Many questions remain about what happened the morning of Jan. 30 in the apartment of a Tucson mother who police said strangled her young son.
But for Kelly Cataline, aunt of 10-year-old Johnny Cataline, who died after he was removed from life support Thursday, there is also anger and sadness.
"Poor little Johnny. He was the sweetest child. He never spoke back. He was always singing," Cataline, who lives in Iowa, said of her nephew, a fourth-grader at Whitmore Elemen-tary School in the Tucson Unified School District.
Cataline's sister-in-law, Jean Alutaya Cataline, 49, remains in jail on $100,000 bond, charged with first-degree murder and child abuse in the death of her youngest son. Her older child, a 17-year-old high school senior, is in the care of a family approved by Child Protective Services.
The boys' father and Jean's husband, John Cataline 58, died unexpectedly Dec. 11 after suffering a heart attack while driving to work.
On Jan. 30, after a house guest had left for work and Jean's older son had gone to school, police said, she used an electrical cord to strangle Johnny, Kelly Cataline said.
Jean called 911 shortly after 10 a.m., "stating she had just strangled her child," according to a search-warrant affidavit. When Tucson police officers arrived at the family's apartment, at 2720 N. Swan Road, at East Glenn Street, they found Cataline "on the floor in a bedroom ... still on her cellphone."
"While officers were with Jean, she kept uttering, 'What did I do? What did I do?' " the document states.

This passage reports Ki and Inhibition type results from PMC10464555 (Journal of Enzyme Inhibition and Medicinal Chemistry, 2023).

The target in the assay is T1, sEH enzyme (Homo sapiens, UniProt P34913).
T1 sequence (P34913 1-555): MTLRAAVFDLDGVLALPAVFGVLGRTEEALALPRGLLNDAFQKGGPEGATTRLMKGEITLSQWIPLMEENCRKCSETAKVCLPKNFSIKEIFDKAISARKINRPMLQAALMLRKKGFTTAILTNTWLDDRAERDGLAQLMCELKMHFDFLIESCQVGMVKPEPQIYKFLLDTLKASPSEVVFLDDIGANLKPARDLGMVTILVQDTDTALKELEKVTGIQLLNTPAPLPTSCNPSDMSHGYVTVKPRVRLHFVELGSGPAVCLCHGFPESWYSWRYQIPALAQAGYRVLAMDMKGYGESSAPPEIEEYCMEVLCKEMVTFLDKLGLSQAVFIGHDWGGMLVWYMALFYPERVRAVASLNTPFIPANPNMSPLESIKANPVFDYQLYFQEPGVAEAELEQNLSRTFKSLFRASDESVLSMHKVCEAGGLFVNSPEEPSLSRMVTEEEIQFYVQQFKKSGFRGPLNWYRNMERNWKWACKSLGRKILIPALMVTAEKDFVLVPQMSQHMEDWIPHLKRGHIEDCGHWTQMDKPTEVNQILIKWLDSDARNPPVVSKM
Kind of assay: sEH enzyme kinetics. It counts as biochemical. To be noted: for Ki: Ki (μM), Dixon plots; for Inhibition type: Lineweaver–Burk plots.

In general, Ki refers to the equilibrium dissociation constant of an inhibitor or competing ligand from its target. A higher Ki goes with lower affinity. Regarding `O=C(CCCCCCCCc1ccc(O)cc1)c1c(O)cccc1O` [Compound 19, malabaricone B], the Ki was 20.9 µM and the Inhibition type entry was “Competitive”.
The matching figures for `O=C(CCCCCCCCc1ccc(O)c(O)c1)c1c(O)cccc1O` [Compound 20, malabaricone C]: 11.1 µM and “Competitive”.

They found Johnny on the floor, unconscious. The cord was on the bed, the affidavit stated.
Thursday morning, eight days after the attack, Johnny was removed from life support.
"I said goodbye to him on the phone. I don't know if he heard me. I know my brother was there waiting for him. He was with him," Kelly Cataline said. A single, working mother, Cataline had flown to Tucson in December for her brother's funeral and could not afford a second trip to be with her nephew in the hospital. She agreed to donate Johnny's organs, so "he did save two little boys."
Johnny's remains will be sent to Iowa, where he will be buried next to his father.
Kelly Cataline continues to worry about her older nephew, who plans to remain in Tucson to finish his senior year in high school before visiting his aunt in Iowa this summer.
"He's holding up really well. I kind of worry about him because he's holding up too well and it's going to catch up to him," Kelly Cataline said of her surviving nephew. "His whole world's been turned upside down in seven weeks. He's lost his whole immediate family."
Kelly Cataline said she and her brother were close and spoke on the telephone every week. John Cataline was in the Navy, stationed in Hawaii, when he met the Philippines-born Jean.
In recent years, Kelly Cataline said, her brother "was very concerned about Jean. He would always rush home from work because he didn't like leaving the kids alone with her too long. He said she had a short temper."
Contact reporter Kimberly Matas at firstname.lastname@example.org or at 573-4191.